Food Allergies

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At least one third of all adults believe they have some sort of a food allergy, but, according to the National Institute of Allergy and Infectious Diseases (NIAID), true food allergies affect about 4% of adults and 5% of children in the United States.

What is a food allergy?

A food allergy is a reaction to a specific protein in an otherwise harmless food that involves the body’s immune system. This is caused by the body’s reaction to proteins or ingredients derived from them. Every food is different. For those people with food allergies, the same food can produce different degrees of reactions in different people.  Additionally, a person can be allergic to one item in one of the 8 major food allergen categories, but not allergic to other food items in that category (e.g., a person can be allergic to salmon, but not cod).

Food allergies can cause a range of symptoms, from mild irritations to severe reactions that can be life-threatening. Symptoms can appear from within a few minutes to a few hours after the food is eaten. Some food allergies can be out-grown. The severity of food allergies can change throughout a person’s life, where mild symptoms can become more severe at any time and lead to anaphylaxis (see below).

Allergic reactions can include:

  • Hives, itching, or skin rash
  • Swelling of the lips, face, tongue and throat
  • Abdominal cramps, vomiting, or diarrhea
  • Wheezing, nasal congestion, or trouble breathing
  • Dizziness, lightheadedness, or fainting

 Anaphylaxis is a life-threatening reaction that can lead to:

  • Constricted airways and lungs making it difficult to breath
  • Severe lowering of blood pressure and shock
  • Rapid, irregular pulse
  • Loss of consciousness
  • Death

While more than 160 foods can cause allergic reactions in people with food allergies, regulatory authorities have identified 8 foods that cause 90% of the allergic reactions.

Major Food Allergens

  1. Milk
  2. Eggs
  3. Fish (e.g., bass, flounder, cod)
  4. Crustacean shellfish (e.g., crab, lobster, shrimp)
  5. Tree nuts (e.g., almonds, walnuts, pecans)
  6. Peanuts
  7. Wheat
  8. Soybean

Food Allergy vs. Food Intolerance

A food allergy is different than food intolerance and poses a greater health risk. A person with a food intolerance will have a hard time digesting the food, causing them to feel sick, usually with an upset stomach or gas. A food intolerance does not involve the body’s immune system. For example, lactose intolerance is not an allergy  to milk, it is an intolerance to the sugar (lactose) in milk.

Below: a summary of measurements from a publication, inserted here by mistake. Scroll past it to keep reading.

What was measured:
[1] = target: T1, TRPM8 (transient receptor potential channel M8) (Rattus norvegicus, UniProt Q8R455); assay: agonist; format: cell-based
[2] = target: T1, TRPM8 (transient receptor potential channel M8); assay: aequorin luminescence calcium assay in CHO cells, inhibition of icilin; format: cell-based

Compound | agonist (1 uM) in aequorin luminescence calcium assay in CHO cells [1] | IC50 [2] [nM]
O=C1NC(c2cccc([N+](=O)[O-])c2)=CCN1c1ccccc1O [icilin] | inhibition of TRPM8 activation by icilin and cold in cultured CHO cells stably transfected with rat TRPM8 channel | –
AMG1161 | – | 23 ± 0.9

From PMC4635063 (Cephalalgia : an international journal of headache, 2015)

Some individuals have food sensitivities (a.k.a. food intolerance or other non-allergic food reaction) to foods and food ingredients (e.g., MSG and sulfites). While food sensitivities cause discomfort to individuals with an intolerance, the reaction is not life-threatening.

Research is ongoing. There is no cure for food allergies and foods that cause allergic responses should be avoided. It is important to read and understand food ingredient labels and to know how to recognize the symptoms of allergic reactions to food.

Food Allergies and Regulation

The Food Allergen Labeling and Consumer Protection Act of 2004 (FALCPA) requires that all packaged foods regulated by the FDA contain a label clearly identifying the food source names of all ingredients that are or contain protein derived from any of the 8 major food allergens (previously listed).  This applies to flavorings and colorings. It also extends to foods pre-packaged by a retail/foodservice operation. 

Foodservice establishments are responsible for being able to provide information about food items on the menu and providing food allergy awareness training to employees.

In Rhode Island, the Food Allergy Awareness in Restaurants Act of 2012 requires establishments:

  • Display a RI Dept. of Health approved food allergy awareness poster in the staff area,
  • Include a notice to customers on all menus informing them of their obligation to inform their server of their food allergies,
  • Designate restaurant managers to be trained and knowledgeable about food allergies as it pertains to food preparation.

Advice for Consumers

If you have a food allergy, always be prepared for unintentional exposures.

  • Wear a medical bracelet or necklace stating you have a food allergy.
  • Carry an auto-injector device containing epinephrine (i.e. Epi pen).
  • Seek medical help immediately if you are experiencing a food allergic reaction.
  • Know how to read food ingredient labels.
    For more information, visit:
  • Know how to avoid cross-contact.
    For more information, visit:
  • Cross-contact occurs when an allergen is mistakenly transferred from a food containing the allergen to a food that does not contain the allergen.
  • Cooking does not reduce or eliminate food allergens.
  • Carefully cleaning all surfaces and utensils that have come in contact t with the food allergen using soap and water and manual scrubbing action.
  • Sanitizing gels or water alone will not remove an allergen.